What do you do when you get lots of visitors coming to your web site but none of them buy your product or even leave their details? How do you convert those visitors to actions that you want them to take?
Well the honest truth is that there is no silver bullet, but this is where research, analysis and testing, all of which will move you closer to the truth.
Most websites do a poor job of converting their visitors into business and this can be for a number of reasons:
- The nature of the business is such that prospects need to be educated about the business and this takes time
- The industry is very competitive and your price range is far off the norm and you have not done a good job in persuading people of your core benefits
- You don’t have a unique proposition
- Your web site is just poor at converting business
- Your bounce rate is extremely high
- The wrong type of person arrives at your web site.
The reasons may be numerous and these all fall under the main banner of website conversion. The ultimate goal of any web site is to persuade your prospects to carry out the action that most benefits your business1.
When conversion is the problem then your only option is analysis and testing. This is the action plan that we would follow to determine your next best course of action:
- Determine whether this industry is a search-to-sale or research based industry. So we ask the question – do we expect people to contact us for a quote or buy our product? Do our competitors get leads or sales at this point during the online interaction and are we missing out?
- Next we analyse the actual search terms that are being used to drive traffic to this site – or the terms that people are using to arrive at this site. Then we ask the following questions:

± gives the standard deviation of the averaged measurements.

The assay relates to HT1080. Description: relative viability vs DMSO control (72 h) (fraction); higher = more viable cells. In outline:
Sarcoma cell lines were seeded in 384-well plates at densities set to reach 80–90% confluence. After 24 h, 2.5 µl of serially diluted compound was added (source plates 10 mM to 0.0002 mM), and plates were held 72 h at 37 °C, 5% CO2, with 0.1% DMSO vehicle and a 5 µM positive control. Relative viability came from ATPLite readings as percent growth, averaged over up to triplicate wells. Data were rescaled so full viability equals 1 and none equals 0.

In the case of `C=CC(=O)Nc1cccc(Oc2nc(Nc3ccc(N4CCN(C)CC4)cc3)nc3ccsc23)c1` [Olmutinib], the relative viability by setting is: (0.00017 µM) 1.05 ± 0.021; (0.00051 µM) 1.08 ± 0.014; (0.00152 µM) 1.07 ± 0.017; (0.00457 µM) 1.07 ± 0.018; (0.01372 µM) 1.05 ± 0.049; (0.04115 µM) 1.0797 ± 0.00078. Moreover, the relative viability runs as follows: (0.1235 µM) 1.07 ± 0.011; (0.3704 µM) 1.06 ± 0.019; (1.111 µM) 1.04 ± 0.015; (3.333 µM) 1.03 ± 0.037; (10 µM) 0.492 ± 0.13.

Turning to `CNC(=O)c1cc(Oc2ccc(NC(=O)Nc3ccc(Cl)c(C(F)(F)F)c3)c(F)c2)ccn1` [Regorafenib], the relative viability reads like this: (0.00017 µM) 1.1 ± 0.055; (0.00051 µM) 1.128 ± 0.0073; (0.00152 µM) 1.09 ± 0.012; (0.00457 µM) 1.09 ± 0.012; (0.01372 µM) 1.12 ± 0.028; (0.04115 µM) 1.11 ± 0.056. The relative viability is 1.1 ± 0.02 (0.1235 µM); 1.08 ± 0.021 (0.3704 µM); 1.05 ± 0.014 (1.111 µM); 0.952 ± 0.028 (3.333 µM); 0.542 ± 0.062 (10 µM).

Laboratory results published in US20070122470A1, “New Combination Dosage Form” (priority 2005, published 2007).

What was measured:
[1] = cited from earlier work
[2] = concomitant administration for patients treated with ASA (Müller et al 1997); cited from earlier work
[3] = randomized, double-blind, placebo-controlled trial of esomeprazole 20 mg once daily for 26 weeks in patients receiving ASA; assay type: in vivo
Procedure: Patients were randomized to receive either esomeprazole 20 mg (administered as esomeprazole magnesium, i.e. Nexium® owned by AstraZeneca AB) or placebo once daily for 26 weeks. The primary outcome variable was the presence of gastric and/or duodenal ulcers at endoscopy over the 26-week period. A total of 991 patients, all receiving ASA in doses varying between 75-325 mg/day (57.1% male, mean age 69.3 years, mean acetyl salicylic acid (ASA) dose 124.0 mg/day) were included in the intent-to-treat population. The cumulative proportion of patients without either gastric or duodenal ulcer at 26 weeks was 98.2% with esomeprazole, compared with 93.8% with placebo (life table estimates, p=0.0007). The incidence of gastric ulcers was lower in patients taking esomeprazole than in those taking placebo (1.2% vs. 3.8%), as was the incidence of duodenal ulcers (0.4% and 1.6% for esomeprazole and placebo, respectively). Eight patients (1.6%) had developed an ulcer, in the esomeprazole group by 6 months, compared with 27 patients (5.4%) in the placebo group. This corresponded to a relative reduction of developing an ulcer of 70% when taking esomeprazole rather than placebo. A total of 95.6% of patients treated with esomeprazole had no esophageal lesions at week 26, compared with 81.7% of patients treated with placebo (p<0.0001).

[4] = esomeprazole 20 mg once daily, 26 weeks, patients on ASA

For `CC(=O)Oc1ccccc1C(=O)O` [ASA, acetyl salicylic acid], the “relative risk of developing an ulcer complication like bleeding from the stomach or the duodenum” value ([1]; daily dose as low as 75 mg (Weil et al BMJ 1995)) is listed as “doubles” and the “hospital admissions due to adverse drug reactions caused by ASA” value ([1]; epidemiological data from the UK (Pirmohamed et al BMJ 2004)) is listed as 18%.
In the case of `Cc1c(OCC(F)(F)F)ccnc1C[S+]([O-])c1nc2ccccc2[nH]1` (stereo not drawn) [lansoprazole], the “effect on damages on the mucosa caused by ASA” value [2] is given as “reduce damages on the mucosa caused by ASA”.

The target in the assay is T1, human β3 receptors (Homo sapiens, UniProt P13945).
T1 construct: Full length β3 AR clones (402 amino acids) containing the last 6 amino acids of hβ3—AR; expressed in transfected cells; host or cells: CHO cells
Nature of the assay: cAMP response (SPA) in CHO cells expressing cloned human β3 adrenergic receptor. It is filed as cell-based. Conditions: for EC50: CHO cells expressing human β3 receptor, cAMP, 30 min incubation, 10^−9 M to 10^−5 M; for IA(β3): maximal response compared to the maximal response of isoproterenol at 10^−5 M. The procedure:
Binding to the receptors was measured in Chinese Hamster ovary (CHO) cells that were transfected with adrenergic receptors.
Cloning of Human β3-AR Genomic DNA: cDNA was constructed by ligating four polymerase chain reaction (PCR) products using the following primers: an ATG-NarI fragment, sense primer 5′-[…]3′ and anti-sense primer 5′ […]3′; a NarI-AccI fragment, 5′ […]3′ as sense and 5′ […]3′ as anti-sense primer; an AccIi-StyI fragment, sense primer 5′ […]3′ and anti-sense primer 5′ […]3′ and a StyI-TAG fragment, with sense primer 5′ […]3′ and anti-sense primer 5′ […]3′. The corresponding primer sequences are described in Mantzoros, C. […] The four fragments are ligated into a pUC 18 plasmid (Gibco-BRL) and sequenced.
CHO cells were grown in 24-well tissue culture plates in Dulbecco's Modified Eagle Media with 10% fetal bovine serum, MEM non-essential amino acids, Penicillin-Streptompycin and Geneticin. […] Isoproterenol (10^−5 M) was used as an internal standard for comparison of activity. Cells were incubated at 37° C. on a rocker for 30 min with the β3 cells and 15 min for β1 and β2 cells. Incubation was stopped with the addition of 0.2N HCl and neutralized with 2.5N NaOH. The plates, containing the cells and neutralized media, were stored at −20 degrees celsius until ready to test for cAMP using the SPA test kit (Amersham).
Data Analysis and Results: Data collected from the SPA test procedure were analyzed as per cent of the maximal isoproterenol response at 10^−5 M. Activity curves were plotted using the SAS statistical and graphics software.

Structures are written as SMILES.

- i. Are these terms going to convert into enquiries or sales?
- ii. Have these search terms been tested in any way to determine whether they will turn into enquiries or sales?
- iii. Do we believe from our experience of this type of industry that these terms should result in sales or enquiries?
- iv. Does the web site cover the main aspects of what is required to make a conversion?
- v. Is there a compelling reason for the prospect to make an enquiry or sale?
- Then we consider the web site and the way it implements the basic persuasion tenets – to convert a suspect from browsing to enquiring.
The above core questions give us a starting position. They indicate what may be wrong and what should be tested. Once this is determined we devise tests, make changes based on our experience and test. Then we start to see an increase in conversion. Often you can increase conversion by doing a few very simple things that we will spot immediately. And naturally, we’ll do them. We call them quick wins.
So if you are struggling with conversion on your web site carry out the above actions or call us for a consultation.